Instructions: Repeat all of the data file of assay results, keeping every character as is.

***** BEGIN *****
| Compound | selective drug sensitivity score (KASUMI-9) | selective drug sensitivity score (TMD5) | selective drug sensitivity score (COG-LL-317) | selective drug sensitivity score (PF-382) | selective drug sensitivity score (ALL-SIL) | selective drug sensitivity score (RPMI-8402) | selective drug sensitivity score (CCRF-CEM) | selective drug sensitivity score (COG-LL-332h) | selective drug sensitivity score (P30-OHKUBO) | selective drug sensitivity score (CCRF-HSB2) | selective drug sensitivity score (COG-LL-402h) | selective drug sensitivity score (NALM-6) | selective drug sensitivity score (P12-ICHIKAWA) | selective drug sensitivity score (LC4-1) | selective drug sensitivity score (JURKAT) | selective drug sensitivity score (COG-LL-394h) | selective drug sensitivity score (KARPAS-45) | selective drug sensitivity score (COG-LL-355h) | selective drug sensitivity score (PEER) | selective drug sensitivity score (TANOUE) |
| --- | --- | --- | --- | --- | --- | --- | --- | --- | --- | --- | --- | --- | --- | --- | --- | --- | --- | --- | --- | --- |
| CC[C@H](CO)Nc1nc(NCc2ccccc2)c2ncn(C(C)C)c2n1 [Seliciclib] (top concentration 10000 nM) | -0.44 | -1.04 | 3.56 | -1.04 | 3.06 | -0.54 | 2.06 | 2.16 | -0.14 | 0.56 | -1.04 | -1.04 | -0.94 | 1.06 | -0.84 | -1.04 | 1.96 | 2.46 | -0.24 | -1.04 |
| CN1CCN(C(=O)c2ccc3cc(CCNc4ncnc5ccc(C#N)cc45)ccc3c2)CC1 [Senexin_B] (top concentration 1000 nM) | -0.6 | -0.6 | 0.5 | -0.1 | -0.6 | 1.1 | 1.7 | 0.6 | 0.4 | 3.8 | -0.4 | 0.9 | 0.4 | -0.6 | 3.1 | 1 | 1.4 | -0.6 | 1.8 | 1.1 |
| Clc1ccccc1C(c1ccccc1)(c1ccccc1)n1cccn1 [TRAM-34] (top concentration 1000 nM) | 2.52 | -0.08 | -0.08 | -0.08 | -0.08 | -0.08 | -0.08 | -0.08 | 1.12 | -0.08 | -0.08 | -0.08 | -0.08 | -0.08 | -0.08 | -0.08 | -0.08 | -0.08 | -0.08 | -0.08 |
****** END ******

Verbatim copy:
| Compound | selective drug sensitivity score (KASUMI-9) | selective drug sensitivity score (TMD5) | selective drug sensitivity score (COG-LL-317) | selective drug sensitivity score (PF-382) | selective drug sensitivity score (ALL-SIL) | selective drug sensitivity score (RPMI-8402) | selective drug sensitivity score (CCRF-CEM) | selective drug sensitivity score (COG-LL-332h) | selective drug sensitivity score (P30-OHKUBO) | selective drug sensitivity score (CCRF-HSB2) | selective drug sensitivity score (COG-LL-402h) | selective drug sensitivity score (NALM-6) | selective drug sensitivity score (P12-ICHIKAWA) | selective drug sensitivity score (LC4-1) | selective drug sensitivity score (JURKAT) | selective drug sensitivity score (COG-LL-394h) | selective drug sensitivity score (KARPAS-45) | selective drug sensitivity score (COG-LL-355h) | selective drug sensitivity score (PEER) | selective drug sensitivity score (TANOUE) |
| --- | --- | --- | --- | --- | --- | --- | --- | --- | --- | --- | --- | --- | --- | --- | --- | --- | --- | --- | --- | --- |
| CC[C@H](CO)Nc1nc(NCc2ccccc2)c2ncn(C(C)C)c2n1 [Seliciclib] (top concentration 10000 nM) | -0.44 | -1.04 | 3.56 | -1.04 | 3.06 | -0.54 | 2.06 | 2.16 | -0.14 | 0.56 | -1.04 | -1.04 | -0.94 | 1.06 | -0.84 | -1.04 | 1.96 | 2.46 | -0.24 | -1.04 |
| CN1CCN(C(=O)c2ccc3cc(CCNc4ncnc5ccc(C#N)cc45)ccc3c2)CC1 [Senexin_B] (top concentration 1000 nM) | -0.6 | -0.6 | 0.5 | -0.1 | -0.6 | 1.1 | 1.7 | 0.6 | 0.4 | 3.8 | -0.4 | 0.9 | 0.4 | -0.6 | 3.1 | 1 | 1.4 | -0.6 | 1.8 | 1.1 |
| Clc1ccccc1C(c1ccccc1)(c1ccccc1)n1cccn1 [TRAM-34] (top concentration 1000 nM) | 2.52 | -0.08 | -0.08 | -0.08 | -0.08 | -0.08 | -0.08 | -0.08 | 1.12 | -0.08 | -0.08 | -0.08 | -0.08 | -0.08 | -0.08 | -0.08 | -0.08 | -0.08 | -0.08 | -0.08 |